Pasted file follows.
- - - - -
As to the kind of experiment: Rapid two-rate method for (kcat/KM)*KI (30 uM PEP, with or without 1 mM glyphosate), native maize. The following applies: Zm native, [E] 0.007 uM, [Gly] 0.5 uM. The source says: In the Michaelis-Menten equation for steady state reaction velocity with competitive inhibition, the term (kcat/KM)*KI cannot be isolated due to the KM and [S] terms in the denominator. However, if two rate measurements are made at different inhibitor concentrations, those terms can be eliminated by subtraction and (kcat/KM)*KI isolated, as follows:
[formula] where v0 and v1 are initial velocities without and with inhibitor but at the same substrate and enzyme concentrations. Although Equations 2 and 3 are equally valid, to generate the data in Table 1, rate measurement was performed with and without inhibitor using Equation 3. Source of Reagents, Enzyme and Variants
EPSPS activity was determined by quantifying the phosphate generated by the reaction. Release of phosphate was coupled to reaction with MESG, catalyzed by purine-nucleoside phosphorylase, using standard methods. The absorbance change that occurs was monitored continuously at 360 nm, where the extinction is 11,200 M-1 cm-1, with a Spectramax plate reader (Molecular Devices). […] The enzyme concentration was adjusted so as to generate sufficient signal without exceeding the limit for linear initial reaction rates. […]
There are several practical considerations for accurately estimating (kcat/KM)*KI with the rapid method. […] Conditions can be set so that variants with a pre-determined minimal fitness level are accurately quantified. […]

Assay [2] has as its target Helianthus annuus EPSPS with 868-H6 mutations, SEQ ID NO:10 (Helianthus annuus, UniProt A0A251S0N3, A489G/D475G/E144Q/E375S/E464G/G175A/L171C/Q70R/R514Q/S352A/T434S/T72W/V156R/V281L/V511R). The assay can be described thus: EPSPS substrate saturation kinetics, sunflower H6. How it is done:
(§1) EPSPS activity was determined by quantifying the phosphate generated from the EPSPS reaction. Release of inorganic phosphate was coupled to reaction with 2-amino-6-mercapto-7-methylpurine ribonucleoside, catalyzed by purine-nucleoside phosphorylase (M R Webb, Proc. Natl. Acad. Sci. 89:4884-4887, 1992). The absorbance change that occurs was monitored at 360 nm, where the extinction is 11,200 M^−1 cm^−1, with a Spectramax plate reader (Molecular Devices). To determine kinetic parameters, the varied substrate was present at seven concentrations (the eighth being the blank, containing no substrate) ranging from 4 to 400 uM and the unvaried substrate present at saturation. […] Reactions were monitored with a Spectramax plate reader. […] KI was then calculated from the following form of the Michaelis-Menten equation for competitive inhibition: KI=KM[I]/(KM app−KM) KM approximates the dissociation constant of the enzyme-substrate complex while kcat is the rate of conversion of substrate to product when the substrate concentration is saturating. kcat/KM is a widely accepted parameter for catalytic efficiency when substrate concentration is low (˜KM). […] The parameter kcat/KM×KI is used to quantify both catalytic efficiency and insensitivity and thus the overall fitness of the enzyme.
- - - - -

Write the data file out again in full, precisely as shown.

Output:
As to the kind of experiment: Rapid two-rate method for (kcat/KM)*KI (30 uM PEP, with or without 1 mM glyphosate), native maize. The following applies: Zm native, [E] 0.007 uM, [Gly] 0.5 uM. The source says: In the Michaelis-Menten equation for steady state reaction velocity with competitive inhibition, the term (kcat/KM)*KI cannot be isolated due to the KM and [S] terms in the denominator. However, if two rate measurements are made at different inhibitor concentrations, those terms can be eliminated by subtraction and (kcat/KM)*KI isolated, as follows:
[formula] where v0 and v1 are initial velocities without and with inhibitor but at the same substrate and enzyme concentrations. Although Equations 2 and 3 are equally valid, to generate the data in Table 1, rate measurement was performed with and without inhibitor using Equation 3. Source of Reagents, Enzyme and Variants
EPSPS activity was determined by quantifying the phosphate generated by the reaction. Release of phosphate was coupled to reaction with MESG, catalyzed by purine-nucleoside phosphorylase, using standard methods. The absorbance change that occurs was monitored continuously at 360 nm, where the extinction is 11,200 M-1 cm-1, with a Spectramax plate reader (Molecular Devices). […] The enzyme concentration was adjusted so as to generate sufficient signal without exceeding the limit for linear initial reaction rates. […]
There are several practical considerations for accurately estimating (kcat/KM)*KI with the rapid method. […] Conditions can be set so that variants with a pre-determined minimal fitness level are accurately quantified. […]

Assay [2] has as its target Helianthus annuus EPSPS with 868-H6 mutations, SEQ ID NO:10 (Helianthus annuus, UniProt A0A251S0N3, A489G/D475G/E144Q/E375S/E464G/G175A/L171C/Q70R/R514Q/S352A/T434S/T72W/V156R/V281L/V511R). The assay can be described thus: EPSPS substrate saturation kinetics, sunflower H6. How it is done:
(§1) EPSPS activity was determined by quantifying the phosphate generated from the EPSPS reaction. Release of inorganic phosphate was coupled to reaction with 2-amino-6-mercapto-7-methylpurine ribonucleoside, catalyzed by purine-nucleoside phosphorylase (M R Webb, Proc. Natl. Acad. Sci. 89:4884-4887, 1992). The absorbance change that occurs was monitored at 360 nm, where the extinction is 11,200 M^−1 cm^−1, with a Spectramax plate reader (Molecular Devices). To determine kinetic parameters, the varied substrate was present at seven concentrations (the eighth being the blank, containing no substrate) ranging from 4 to 400 uM and the unvaried substrate present at saturation. […] Reactions were monitored with a Spectramax plate reader. […] KI was then calculated from the following form of the Michaelis-Menten equation for competitive inhibition: KI=KM[I]/(KM app−KM) KM approximates the dissociation constant of the enzyme-substrate complex while kcat is the rate of conversion of substrate to product when the substrate concentration is saturating. kcat/KM is a widely accepted parameter for catalytic efficiency when substrate concentration is low (˜KM). […] The parameter kcat/KM×KI is used to quantify both catalytic efficiency and insensitivity and thus the overall fitness of the enzyme.